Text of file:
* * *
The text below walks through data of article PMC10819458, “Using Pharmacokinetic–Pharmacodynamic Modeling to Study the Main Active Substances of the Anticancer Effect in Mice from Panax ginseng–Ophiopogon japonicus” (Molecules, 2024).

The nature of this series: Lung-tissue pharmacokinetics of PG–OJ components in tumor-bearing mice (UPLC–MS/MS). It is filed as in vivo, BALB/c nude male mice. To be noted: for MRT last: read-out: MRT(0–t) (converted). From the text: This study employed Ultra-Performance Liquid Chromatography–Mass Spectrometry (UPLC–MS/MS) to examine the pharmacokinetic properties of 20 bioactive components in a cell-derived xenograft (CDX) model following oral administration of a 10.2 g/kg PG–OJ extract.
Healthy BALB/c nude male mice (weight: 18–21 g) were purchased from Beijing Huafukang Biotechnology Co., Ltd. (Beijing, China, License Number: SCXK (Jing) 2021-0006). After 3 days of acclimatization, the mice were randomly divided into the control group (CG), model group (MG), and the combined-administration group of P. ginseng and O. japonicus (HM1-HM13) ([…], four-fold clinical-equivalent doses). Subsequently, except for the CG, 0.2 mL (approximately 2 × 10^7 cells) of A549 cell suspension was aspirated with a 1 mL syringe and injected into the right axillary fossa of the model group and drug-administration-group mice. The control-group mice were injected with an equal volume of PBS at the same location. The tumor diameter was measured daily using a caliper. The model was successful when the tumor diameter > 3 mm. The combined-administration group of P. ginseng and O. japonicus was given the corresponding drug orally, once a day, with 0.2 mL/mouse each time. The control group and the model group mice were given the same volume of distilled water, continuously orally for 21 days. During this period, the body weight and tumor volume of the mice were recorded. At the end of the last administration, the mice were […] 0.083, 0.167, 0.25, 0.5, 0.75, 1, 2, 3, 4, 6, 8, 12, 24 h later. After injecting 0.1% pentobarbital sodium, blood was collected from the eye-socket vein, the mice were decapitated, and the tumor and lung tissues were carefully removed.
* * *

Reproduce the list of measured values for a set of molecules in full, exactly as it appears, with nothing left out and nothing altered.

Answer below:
The text below walks through data of article PMC10819458, “Using Pharmacokinetic–Pharmacodynamic Modeling to Study the Main Active Substances of the Anticancer Effect in Mice from Panax ginseng–Ophiopogon japonicus” (Molecules, 2024).

The nature of this series: Lung-tissue pharmacokinetics of PG–OJ components in tumor-bearing mice (UPLC–MS/MS). It is filed as in vivo, BALB/c nude male mice. To be noted: for MRT last: read-out: MRT(0–t) (converted). From the text: This study employed Ultra-Performance Liquid Chromatography–Mass Spectrometry (UPLC–MS/MS) to examine the pharmacokinetic properties of 20 bioactive components in a cell-derived xenograft (CDX) model following oral administration of a 10.2 g/kg PG–OJ extract.
Healthy BALB/c nude male mice (weight: 18–21 g) were purchased from Beijing Huafukang Biotechnology Co., Ltd. (Beijing, China, License Number: SCXK (Jing) 2021-0006). After 3 days of acclimatization, the mice were randomly divided into the control group (CG), model group (MG), and the combined-administration group of P. ginseng and O. japonicus (HM1-HM13) ([…], four-fold clinical-equivalent doses). Subsequently, except for the CG, 0.2 mL (approximately 2 × 10^7 cells) of A549 cell suspension was aspirated with a 1 mL syringe and injected into the right axillary fossa of the model group and drug-administration-group mice. The control-group mice were injected with an equal volume of PBS at the same location. The tumor diameter was measured daily using a caliper. The model was successful when the tumor diameter > 3 mm. The combined-administration group of P. ginseng and O. japonicus was given the corresponding drug orally, once a day, with 0.2 mL/mouse each time. The control group and the model group mice were given the same volume of distilled water, continuously orally for 21 days. During this period, the body weight and tumor volume of the mice were recorded. At the end of the last administration, the mice were […] 0.083, 0.167, 0.25, 0.5, 0.75, 1, 2, 3, 4, 6, 8, 12, 24 h later. After injecting 0.1% pentobarbital sodium, blood was collected from the eye-socket vein, the mice were decapitated, and the tumor and lung tissues were carefully removed.